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I’m sure you are dying for me to get to the point. To stop rambling. But for this blog post, I want you to have a sense of where I sit as I write this. Try to imagine it. There is the constant drone of the air-conditioning which after a few hours begins to sound a bit like the ebb and flow of the sea. A reassuring constant. Then there are the clicking, clacking and odd tapping of keyboards as work gets done. Irritating but somehow this begins to sound like the comforting chatter among friends.

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If you ignore my melodrama you’ll probably find you won’t have to try too hard to imagine such a working environment. Isn’t that what the typical 9-5 office space looks, sounds and feels like? I know I certainly didn’t grow up thinking that a day at the office would involve me lying on the beach with a laptop and some suntan lotion.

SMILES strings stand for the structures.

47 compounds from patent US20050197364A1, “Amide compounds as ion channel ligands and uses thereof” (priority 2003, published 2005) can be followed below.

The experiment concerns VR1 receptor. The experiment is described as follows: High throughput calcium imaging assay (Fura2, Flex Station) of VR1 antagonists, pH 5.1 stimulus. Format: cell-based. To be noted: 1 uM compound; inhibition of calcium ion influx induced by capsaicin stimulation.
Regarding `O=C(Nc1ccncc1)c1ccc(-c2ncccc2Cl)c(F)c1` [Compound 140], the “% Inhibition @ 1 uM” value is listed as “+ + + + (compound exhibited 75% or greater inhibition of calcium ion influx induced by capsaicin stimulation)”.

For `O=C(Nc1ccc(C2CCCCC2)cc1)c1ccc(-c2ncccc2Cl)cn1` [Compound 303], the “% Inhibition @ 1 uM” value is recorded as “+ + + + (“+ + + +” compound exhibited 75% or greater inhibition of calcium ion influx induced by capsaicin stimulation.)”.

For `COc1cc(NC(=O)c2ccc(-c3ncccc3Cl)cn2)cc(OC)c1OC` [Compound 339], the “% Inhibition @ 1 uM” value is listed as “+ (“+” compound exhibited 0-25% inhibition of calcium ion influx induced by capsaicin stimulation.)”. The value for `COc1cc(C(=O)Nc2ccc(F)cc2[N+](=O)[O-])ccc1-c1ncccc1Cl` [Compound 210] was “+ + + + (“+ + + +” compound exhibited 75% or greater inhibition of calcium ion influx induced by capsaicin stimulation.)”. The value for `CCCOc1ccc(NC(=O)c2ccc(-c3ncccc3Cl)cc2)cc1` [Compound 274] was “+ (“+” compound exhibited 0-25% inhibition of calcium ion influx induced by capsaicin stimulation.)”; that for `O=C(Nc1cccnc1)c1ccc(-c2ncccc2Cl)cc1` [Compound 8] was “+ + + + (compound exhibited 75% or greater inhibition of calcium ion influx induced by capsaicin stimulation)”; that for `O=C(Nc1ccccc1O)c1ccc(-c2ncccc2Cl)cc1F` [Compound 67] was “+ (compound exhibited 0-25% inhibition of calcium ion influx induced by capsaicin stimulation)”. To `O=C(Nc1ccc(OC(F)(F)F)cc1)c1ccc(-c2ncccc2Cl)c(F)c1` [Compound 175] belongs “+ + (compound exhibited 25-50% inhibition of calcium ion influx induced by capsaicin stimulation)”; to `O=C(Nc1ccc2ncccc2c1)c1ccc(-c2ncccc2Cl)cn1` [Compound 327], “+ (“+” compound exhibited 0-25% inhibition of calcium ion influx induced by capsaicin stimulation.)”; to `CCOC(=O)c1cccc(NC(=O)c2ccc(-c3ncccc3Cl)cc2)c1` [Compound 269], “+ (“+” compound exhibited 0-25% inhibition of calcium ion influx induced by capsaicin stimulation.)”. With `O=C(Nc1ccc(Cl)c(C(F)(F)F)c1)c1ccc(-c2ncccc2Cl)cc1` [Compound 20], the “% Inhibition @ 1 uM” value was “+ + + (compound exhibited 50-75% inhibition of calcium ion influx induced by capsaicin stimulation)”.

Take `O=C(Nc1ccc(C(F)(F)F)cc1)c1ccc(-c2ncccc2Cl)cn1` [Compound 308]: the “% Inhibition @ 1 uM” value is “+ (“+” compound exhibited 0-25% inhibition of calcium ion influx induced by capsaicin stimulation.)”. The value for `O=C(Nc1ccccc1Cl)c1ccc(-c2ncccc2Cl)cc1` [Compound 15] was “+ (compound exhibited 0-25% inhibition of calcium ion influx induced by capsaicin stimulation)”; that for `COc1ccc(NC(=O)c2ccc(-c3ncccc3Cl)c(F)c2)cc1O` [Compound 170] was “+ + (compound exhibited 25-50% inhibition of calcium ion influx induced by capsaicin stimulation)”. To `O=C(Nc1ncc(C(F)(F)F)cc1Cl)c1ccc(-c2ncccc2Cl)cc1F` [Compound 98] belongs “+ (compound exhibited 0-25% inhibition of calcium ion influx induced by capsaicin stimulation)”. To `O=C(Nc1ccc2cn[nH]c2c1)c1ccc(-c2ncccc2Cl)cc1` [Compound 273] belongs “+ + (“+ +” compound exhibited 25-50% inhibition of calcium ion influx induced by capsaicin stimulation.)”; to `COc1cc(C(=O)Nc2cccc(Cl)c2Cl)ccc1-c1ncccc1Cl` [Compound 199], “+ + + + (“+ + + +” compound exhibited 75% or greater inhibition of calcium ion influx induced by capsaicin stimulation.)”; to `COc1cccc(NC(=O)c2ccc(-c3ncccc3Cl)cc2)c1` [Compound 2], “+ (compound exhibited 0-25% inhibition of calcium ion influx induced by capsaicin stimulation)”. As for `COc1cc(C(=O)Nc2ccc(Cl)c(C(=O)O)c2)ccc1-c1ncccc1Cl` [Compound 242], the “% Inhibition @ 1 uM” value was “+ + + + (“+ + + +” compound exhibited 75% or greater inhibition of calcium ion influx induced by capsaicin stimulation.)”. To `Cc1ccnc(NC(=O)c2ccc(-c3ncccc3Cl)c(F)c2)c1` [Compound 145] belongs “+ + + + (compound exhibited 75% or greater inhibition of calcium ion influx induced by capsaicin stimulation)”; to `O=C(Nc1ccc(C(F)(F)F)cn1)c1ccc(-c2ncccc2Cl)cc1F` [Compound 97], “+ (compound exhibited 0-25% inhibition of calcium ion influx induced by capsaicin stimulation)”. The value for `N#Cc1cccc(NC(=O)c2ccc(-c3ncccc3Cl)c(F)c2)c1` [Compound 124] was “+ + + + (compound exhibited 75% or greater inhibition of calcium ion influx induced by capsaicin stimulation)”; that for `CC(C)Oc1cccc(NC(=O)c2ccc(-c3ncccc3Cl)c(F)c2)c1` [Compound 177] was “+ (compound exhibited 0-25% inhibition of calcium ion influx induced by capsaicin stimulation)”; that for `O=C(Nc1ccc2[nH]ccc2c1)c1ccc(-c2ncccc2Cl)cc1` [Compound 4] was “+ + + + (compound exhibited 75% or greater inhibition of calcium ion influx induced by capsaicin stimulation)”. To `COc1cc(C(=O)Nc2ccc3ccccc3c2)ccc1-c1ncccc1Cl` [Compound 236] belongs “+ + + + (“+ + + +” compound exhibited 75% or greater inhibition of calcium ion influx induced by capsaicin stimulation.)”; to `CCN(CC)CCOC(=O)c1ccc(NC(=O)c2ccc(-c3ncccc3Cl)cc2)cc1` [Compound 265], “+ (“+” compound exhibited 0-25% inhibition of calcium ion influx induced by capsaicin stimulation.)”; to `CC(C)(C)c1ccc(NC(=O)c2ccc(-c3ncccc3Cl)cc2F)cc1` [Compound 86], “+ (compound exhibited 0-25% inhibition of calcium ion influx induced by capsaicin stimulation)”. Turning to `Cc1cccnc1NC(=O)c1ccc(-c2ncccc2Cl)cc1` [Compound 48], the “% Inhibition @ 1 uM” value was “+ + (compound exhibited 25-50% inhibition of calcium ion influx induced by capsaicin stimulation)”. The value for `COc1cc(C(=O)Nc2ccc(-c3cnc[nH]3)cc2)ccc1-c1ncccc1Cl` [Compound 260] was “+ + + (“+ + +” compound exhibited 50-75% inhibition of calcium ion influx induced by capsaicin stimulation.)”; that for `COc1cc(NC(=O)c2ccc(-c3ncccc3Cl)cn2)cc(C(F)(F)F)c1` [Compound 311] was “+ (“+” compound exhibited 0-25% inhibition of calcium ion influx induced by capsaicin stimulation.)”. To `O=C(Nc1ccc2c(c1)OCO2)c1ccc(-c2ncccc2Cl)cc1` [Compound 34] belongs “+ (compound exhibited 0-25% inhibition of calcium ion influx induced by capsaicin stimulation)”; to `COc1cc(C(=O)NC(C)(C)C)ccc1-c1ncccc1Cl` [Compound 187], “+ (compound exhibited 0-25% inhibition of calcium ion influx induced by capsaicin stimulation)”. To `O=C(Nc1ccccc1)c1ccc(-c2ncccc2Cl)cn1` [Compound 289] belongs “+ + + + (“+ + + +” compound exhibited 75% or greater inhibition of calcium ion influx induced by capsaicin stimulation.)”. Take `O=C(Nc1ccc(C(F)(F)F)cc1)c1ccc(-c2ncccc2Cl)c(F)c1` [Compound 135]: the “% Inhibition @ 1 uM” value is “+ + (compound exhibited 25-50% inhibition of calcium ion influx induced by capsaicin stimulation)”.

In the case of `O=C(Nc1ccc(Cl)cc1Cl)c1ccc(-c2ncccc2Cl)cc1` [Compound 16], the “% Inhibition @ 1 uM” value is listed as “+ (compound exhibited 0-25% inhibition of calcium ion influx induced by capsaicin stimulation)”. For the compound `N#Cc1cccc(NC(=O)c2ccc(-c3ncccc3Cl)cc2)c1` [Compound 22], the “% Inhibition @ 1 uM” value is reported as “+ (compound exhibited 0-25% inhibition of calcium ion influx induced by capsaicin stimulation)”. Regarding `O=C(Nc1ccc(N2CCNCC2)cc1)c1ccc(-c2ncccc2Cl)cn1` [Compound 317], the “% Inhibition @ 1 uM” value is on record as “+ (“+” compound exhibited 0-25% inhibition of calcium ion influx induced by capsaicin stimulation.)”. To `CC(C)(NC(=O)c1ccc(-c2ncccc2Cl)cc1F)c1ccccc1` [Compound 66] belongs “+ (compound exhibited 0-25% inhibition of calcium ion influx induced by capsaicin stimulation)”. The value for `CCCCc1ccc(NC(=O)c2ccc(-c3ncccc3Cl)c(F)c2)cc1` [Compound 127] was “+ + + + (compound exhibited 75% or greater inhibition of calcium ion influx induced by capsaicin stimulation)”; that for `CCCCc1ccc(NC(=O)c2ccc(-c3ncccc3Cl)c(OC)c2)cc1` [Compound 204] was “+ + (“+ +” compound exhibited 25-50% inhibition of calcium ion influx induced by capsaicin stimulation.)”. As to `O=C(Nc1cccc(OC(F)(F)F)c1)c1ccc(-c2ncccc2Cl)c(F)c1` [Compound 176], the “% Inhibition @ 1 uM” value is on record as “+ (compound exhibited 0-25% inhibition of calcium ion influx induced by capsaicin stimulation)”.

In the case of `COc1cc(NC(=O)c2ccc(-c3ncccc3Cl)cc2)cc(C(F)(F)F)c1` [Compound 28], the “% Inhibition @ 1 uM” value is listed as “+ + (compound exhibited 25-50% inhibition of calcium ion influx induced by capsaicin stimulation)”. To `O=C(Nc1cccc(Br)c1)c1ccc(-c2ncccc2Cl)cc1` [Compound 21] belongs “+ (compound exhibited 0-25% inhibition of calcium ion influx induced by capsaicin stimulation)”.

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But for some, working is something which takes place wherever they choose. Anywhere, except a dreary office or lab. It’s called telecommuting or remote working something which is becoming increasingly attractive with the advent of the internet. And all you need is laptop and internet connectivity.

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Research from the Pennsylvania State University suggests that telecommuting can increase productivity by giving employees more control over how they spend their time and helping them to maintain a work-family balance. And, of course remote working has been linked to a boost in morale. Remote working can also fit in with a company’s green agenda by cutting employees petrol consumption , decreasing traffic consumption and cutting down on redundant office space.